Statute of limitations runs anew after postponement of payment: A new resolution of the Supreme Court
Recently, the Supreme Court of Poland adopted an important resolution specifying the rules for running of the statute of limitations after a postponement of payment (creditor’s extension of the payment deadline). Under the resolution, if payment is postponed, the statute of limitations begins to run again from the new payment deadline. Thus, the view expressed by the Supreme Court allows the repayment of the debt to be divided into instalments along with postponement of the due date, and thus postponement of the beginning of the limitation period.
The Supreme Court of Poland has presented to an expanded panel legal questions concerning a summons to attempt a settlement as an action interrupting the limitations period on a claim.
In the judgment of 26 April 2019 (case no. V CSK 80/18), the Supreme Court of Poland held that it is not contrary to the nature of a construction contract to condition the payment of fees on the absence of defects in the structure. Therefore, the parties’ terms requiring payment only after a faultless handover protocol has been obtained are permissible. However, in the Supreme Court’s opinion, such objections may also be included in the terms of the handover protocol. The court approved the possibility for the parties to invoke reservations made in the handover protocol, which constitute additional provisions in relation to the contract.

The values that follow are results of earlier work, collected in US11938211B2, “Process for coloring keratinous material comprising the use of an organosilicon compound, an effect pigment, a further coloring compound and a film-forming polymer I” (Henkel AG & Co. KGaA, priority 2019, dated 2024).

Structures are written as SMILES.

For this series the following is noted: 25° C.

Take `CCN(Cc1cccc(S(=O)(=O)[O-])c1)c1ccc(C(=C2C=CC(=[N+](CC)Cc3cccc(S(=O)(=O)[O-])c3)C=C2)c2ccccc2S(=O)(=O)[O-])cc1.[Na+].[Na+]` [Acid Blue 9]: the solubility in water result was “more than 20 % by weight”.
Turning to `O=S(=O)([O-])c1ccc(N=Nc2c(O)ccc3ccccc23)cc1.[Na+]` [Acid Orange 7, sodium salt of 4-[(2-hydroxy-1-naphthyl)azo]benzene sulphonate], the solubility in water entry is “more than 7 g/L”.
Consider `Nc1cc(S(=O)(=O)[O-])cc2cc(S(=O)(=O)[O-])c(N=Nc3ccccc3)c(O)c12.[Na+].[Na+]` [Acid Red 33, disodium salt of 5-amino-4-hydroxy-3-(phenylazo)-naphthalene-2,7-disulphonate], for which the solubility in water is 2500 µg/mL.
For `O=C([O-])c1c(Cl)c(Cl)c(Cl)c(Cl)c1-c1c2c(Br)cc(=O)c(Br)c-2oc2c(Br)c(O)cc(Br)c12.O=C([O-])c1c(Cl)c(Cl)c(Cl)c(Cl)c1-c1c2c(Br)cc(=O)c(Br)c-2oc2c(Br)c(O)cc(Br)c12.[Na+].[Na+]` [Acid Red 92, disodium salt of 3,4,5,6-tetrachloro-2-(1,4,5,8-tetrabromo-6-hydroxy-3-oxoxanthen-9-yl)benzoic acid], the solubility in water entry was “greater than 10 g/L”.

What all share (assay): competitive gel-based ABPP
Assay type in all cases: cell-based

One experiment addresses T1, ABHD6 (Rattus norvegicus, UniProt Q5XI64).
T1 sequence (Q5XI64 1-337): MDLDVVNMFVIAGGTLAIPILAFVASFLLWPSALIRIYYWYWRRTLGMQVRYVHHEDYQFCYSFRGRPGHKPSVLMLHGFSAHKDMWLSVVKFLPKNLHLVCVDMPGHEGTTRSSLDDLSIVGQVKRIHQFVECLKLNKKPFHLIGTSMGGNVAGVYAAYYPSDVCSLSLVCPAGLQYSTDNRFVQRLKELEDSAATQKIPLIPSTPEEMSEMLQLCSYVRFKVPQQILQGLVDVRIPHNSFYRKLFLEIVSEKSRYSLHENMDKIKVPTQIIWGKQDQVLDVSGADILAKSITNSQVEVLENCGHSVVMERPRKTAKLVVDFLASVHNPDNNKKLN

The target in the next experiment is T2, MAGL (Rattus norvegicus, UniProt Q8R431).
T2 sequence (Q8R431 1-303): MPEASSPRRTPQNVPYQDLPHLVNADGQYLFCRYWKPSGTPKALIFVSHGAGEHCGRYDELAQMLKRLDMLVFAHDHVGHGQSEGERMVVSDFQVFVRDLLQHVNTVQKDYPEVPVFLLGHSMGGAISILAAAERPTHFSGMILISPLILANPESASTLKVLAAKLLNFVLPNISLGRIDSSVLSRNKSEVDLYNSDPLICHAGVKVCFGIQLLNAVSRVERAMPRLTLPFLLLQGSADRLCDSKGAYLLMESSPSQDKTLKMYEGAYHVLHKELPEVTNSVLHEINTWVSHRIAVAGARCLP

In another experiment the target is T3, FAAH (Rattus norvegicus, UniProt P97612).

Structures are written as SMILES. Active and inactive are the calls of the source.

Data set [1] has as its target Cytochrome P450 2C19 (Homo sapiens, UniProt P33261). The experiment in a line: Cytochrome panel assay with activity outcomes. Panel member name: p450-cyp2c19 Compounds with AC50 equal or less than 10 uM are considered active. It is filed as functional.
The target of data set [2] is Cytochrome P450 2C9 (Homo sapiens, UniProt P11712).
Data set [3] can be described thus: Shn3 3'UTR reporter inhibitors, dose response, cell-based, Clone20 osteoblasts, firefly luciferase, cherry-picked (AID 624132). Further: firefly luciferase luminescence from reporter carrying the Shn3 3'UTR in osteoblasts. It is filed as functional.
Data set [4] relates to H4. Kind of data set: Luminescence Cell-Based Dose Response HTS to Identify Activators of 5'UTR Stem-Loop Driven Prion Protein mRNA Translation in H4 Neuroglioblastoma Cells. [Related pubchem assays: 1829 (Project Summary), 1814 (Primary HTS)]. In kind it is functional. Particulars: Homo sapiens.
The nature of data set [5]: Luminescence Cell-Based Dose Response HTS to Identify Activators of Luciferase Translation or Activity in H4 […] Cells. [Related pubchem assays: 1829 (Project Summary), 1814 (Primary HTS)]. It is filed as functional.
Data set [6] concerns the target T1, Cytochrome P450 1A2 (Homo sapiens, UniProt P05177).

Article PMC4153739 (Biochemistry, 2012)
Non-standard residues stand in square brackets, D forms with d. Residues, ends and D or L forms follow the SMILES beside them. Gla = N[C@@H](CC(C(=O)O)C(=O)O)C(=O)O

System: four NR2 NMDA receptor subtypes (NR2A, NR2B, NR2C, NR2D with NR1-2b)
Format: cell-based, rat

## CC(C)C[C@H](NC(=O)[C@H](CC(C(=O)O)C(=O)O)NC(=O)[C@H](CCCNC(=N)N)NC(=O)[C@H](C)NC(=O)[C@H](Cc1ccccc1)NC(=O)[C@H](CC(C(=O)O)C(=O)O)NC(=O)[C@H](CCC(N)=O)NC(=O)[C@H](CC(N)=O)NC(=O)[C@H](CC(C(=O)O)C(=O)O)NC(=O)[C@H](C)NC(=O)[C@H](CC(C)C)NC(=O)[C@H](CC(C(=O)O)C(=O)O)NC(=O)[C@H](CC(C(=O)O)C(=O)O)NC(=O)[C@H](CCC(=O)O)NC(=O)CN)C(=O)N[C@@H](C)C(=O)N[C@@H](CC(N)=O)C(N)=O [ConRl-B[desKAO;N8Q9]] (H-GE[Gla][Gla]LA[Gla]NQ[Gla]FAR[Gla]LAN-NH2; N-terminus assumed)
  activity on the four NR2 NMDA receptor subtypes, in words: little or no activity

In a judgment involving compensation under an insurance policy, the Supreme Court of Poland has held that a pro rata provision was invalid because it was disadvantageous to the insured and was included in the insurance conditions unilaterally by the insurer as the party with the stronger contractual position.
The Supreme Court of Poland has recently issued several rulings on setoff (Civil Code Art. 498), confirming the existing line of case law and the established legal and commercial practice. The regulations on asserting the defence of setoff in civil proceedings have also been amended.
Many contracts provide for a contractual penalty for reputation of the contract due to the other party’s fault and a contractual penalty for delay in performing the contract. But in such cases can both of these penalties be pursued simultaneously?